Open Thread

The Open Thread for November 6, 2018

“Republicans would have to sweep virtually all of the 22 races currently rated as toss-ups to hold onto their House majority — a nearly insurmountable challenge — according to a new Politico analysis.”

“Democrats have pulled ahead in nearly enough races to claim a majority of the 435 seats up for grabs in the first national election of Donald Trump’s presidency, with Politico’s final race ratings showing 216 seats in the Democratic column — those are either solidly Democratic, likely Democratic or at least leaning Democratic.”

Playbook: “The general consensus among Republicans is that they will lose the House, and end up in at least a five-seat minority — that would correspond to a 28-seat loss. Senior Republicans tell us that even in a worst-case scenario, they do not expect to lose 40 seats. A prescient prediction or famous last words? Only time will tell. We spoke to several senior Republican lawmakers yesterday, and only one made the case that the GOP will keep the House.”

“Youth turnout rates in the midterm early vote are up by 125 percent compared to 2014, according to Catalist, a voter database servicing progressive organizations — an eye-popping and historically high figure, say strategists on both the left and the right,” the Washington Post reports.

“Young Americans ages 18 to 29 who say they are definitely voting tilt leftward, according to polls. But the data also shows young Republicans are bubbling with enthusiasm headed into tomorrow.”

Washington Post: “The Trump administration is bracing for a massive staff shake-up in the weeks following the midterm elections, as the fates of a number of Cabinet secretaries and top White House aides are increasingly uncertain heading into a potentially perilous time for President Trump.”

Miami Herald: “Early voting surged to its highest levels yet in Florida’s biggest counties on Saturday, giving Democrats new hope for a ‘blue wave’ that could catapult Andrew Gillum to the governor’s mansion and keep Bill Nelson in the U.S. Senate. Miami-Dade, Broward, Palm Beach, Hillsborough and Orange, the five biggest ‘blue’ counties, all reported their highest one-day early voting totals of the 2018 campaign.”

“As voters and campaigns around the country get ready for Tuesday’s climactic midterm elections, the candidates for governor of Georgia are already preparing for four weeks of overtime… Under Georgia law, if no general election candidate secures a majority, the top two finishers advance to a runoff, which would take place on December 4 for this year’s governor’s race,” Politico reports.

“There has never been a general election runoff for governor in Georgia. But while both Abrams and Kemp have stubbornly maintained that they are focused on winning outright on Tuesday, behind the scenes, their campaigns are already laying groundwork for an extra 28 days on the trail — assembling legal teams for potential legal fights over Tuesday’s vote and stockpiling money to jumpstart a runoff campaign.”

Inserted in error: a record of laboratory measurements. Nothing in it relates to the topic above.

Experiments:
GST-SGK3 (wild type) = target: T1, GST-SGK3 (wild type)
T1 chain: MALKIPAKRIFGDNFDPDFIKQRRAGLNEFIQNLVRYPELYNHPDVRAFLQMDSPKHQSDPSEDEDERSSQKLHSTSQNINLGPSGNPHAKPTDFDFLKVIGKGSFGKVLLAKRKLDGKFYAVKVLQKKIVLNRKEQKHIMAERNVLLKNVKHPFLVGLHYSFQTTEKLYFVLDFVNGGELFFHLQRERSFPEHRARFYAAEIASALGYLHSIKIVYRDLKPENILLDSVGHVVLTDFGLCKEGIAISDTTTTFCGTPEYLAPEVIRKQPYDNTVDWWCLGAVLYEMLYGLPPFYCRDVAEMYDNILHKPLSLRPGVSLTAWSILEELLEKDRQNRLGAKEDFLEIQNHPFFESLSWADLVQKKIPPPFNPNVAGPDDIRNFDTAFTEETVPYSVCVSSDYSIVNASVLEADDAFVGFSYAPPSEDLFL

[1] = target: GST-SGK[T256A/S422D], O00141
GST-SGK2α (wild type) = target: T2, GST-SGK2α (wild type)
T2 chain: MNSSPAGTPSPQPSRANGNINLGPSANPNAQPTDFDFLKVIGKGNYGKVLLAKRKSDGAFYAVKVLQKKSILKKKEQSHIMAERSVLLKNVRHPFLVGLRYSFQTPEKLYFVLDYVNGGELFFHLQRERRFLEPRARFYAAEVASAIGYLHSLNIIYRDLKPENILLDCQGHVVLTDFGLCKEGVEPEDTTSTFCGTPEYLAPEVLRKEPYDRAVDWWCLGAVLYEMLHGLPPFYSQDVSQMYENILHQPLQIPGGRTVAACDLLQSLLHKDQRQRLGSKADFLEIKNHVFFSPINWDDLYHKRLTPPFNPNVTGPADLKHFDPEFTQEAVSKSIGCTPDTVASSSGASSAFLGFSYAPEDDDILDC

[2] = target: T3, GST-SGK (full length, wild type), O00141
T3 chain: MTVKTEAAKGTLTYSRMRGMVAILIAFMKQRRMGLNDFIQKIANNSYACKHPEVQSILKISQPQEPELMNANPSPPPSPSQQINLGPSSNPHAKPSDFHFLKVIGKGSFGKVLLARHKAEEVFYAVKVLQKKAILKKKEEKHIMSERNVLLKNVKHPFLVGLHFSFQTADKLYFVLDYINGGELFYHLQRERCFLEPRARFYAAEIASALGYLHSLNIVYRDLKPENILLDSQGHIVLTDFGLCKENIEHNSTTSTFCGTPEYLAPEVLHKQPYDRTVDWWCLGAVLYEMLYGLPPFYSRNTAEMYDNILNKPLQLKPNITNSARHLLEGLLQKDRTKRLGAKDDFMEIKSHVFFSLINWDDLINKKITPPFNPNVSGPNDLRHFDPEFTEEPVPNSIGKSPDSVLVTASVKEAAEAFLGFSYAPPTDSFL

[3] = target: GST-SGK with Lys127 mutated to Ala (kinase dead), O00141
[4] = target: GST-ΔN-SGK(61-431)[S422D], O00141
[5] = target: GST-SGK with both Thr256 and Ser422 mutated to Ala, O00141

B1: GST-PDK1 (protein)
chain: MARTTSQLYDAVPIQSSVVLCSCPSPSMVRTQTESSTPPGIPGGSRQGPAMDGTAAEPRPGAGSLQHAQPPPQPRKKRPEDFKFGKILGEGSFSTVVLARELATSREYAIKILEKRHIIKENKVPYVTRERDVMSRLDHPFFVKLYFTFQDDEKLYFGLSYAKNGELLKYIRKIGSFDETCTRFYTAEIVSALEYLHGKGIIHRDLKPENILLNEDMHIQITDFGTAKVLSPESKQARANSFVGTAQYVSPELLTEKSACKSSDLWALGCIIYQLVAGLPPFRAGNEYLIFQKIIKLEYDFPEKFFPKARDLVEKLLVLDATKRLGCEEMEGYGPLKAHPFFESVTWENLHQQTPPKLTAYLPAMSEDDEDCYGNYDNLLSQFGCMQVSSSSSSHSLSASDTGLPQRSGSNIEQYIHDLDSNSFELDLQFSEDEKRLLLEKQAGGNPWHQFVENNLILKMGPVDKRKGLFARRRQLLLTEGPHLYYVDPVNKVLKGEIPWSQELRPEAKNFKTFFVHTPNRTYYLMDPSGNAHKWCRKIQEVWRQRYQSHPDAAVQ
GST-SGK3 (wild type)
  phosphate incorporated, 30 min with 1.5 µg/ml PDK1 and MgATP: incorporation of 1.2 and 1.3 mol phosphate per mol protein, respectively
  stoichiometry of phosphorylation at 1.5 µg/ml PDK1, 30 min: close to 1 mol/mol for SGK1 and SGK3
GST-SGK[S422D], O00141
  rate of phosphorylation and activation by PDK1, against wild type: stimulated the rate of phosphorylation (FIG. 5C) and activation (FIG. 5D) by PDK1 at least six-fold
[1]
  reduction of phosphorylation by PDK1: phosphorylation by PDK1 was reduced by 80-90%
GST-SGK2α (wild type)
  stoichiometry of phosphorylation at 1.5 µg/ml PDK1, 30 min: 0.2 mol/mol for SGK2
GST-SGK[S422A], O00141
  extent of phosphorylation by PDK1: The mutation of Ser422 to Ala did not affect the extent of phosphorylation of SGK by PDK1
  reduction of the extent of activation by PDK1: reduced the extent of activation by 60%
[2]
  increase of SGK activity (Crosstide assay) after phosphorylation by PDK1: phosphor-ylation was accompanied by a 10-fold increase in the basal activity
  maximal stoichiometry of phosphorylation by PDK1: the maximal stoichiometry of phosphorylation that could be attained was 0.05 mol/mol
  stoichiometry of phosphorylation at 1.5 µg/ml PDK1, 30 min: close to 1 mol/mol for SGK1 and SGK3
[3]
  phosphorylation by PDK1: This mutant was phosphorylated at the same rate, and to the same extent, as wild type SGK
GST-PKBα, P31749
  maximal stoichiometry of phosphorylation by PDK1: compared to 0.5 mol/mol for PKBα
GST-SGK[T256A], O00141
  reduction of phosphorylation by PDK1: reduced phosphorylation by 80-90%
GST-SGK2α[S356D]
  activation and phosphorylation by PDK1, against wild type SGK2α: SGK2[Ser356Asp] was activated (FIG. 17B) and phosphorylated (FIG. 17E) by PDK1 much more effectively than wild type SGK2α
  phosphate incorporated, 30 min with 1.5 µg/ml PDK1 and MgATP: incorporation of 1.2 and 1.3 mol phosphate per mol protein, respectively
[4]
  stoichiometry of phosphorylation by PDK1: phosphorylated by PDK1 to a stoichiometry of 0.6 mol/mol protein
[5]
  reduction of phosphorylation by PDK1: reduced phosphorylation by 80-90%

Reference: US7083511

Kansas gubernatorial candidate Kris Kobach (R), who has close ties to President Trump, “has accepted financial donations from white nationalist sympathizers and has for more than a decade been affiliated with groups espousing white supremacist views,” The Guardian reports.

Jennifer Duffy: “One interesting phenomenon in Senate elections is that the races in the Toss Up column never break down the middle; one party wins a majority of them.”

“Going back 10 cycles to 1998, the lowest percentage of Toss Up seats one party won was in 2002 when Republicans won 67 percent (6 of 9 races). In 2004, 2006 and 2014, one party took 89 percent of the contests in Toss Up. In 2004, Republicans won 8 of 9 races, but in 2006, Democrats took 8 of 9 races. In 2014, Republicans won 8 of 9 contests. That there were nine races in Toss Up in all three years and there are nine this year is purely a coincidence.”

President Trump claimed he is not concerned about House Democrats obtaining and releasing his tax returns if they win the House majority in Tuesday’s midterm elections, Roll Call reports.  Said Trump: “I don’t care. They can do whatever they want, and I can do whatever I want.”

Oh, well, if you don’t care, you can turn them over to us immediately then.

ProPublica found that Georgia officials were busily fixing problems with its voter registration just hours after the office of Secretary of State Brian Kemp, the Republican candidate for governor, had insisted the system was secure.

“Security experts frown on making such seemingly ad hoc changes close to major events, such as an election, because they can create unforeseen problems when made so quickly.”

The Atlantic: “Publicly disgraced, out of money, and facing both jail time and a suddenly-surging challenger—what was an indicted congressman to do?”

“Eventually, Hunter seemed to arrive at his answer: try to eke out a win by waging one of the most brazenly anti-Muslim smear campaigns in recent history.”